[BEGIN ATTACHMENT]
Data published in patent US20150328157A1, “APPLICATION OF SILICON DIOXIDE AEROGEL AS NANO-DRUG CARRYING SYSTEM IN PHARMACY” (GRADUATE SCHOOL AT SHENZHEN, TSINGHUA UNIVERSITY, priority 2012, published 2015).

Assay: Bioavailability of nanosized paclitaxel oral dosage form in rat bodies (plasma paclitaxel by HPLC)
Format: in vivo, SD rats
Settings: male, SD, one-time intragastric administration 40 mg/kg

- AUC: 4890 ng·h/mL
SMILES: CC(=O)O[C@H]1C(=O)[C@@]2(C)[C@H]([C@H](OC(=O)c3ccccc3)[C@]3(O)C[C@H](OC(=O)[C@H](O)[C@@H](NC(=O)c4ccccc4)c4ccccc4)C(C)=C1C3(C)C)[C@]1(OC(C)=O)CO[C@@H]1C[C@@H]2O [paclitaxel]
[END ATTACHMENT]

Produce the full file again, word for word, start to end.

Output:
Data published in patent US20150328157A1, “APPLICATION OF SILICON DIOXIDE AEROGEL AS NANO-DRUG CARRYING SYSTEM IN PHARMACY” (GRADUATE SCHOOL AT SHENZHEN, TSINGHUA UNIVERSITY, priority 2012, published 2015).

Assay: Bioavailability of nanosized paclitaxel oral dosage form in rat bodies (plasma paclitaxel by HPLC)
Format: in vivo, SD rats
Settings: male, SD, one-time intragastric administration 40 mg/kg

- AUC: 4890 ng·h/mL
SMILES: CC(=O)O[C@H]1C(=O)[C@@]2(C)[C@H]([C@H](OC(=O)c3ccccc3)[C@]3(O)C[C@H](OC(=O)[C@H](O)[C@@H](NC(=O)c4ccccc4)c4ccccc4)C(C)=C1C3(C)C)[C@]1(OC(C)=O)CO[C@@H]1C[C@@H]2O [paclitaxel]